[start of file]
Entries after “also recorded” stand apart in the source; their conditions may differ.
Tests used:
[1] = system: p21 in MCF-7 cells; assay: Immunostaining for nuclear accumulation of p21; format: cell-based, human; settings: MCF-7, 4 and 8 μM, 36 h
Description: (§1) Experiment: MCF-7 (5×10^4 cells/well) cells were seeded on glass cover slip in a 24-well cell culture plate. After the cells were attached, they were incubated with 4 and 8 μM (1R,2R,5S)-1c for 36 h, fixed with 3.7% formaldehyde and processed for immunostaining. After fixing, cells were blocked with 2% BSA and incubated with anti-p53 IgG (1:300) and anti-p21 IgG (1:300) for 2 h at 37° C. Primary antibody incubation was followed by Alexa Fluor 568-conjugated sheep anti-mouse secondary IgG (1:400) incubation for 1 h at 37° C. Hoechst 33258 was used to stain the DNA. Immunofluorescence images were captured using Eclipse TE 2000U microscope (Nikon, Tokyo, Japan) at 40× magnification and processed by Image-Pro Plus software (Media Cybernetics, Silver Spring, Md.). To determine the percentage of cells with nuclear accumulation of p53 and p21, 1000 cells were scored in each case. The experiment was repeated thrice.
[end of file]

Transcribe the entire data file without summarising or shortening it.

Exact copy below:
Entries after “also recorded” stand apart in the source; their conditions may differ.
Tests used:
[1] = system: p21 in MCF-7 cells; assay: Immunostaining for nuclear accumulation of p21; format: cell-based, human; settings: MCF-7, 4 and 8 μM, 36 h
Description: (§1) Experiment: MCF-7 (5×10^4 cells/well) cells were seeded on glass cover slip in a 24-well cell culture plate. After the cells were attached, they were incubated with 4 and 8 μM (1R,2R,5S)-1c for 36 h, fixed with 3.7% formaldehyde and processed for immunostaining. After fixing, cells were blocked with 2% BSA and incubated with anti-p53 IgG (1:300) and anti-p21 IgG (1:300) for 2 h at 37° C. Primary antibody incubation was followed by Alexa Fluor 568-conjugated sheep anti-mouse secondary IgG (1:400) incubation for 1 h at 37° C. Hoechst 33258 was used to stain the DNA. Immunofluorescence images were captured using Eclipse TE 2000U microscope (Nikon, Tokyo, Japan) at 40× magnification and processed by Image-Pro Plus software (Media Cybernetics, Silver Spring, Md.). To determine the percentage of cells with nuclear accumulation of p53 and p21, 1000 cells were scored in each case. The experiment was repeated thrice.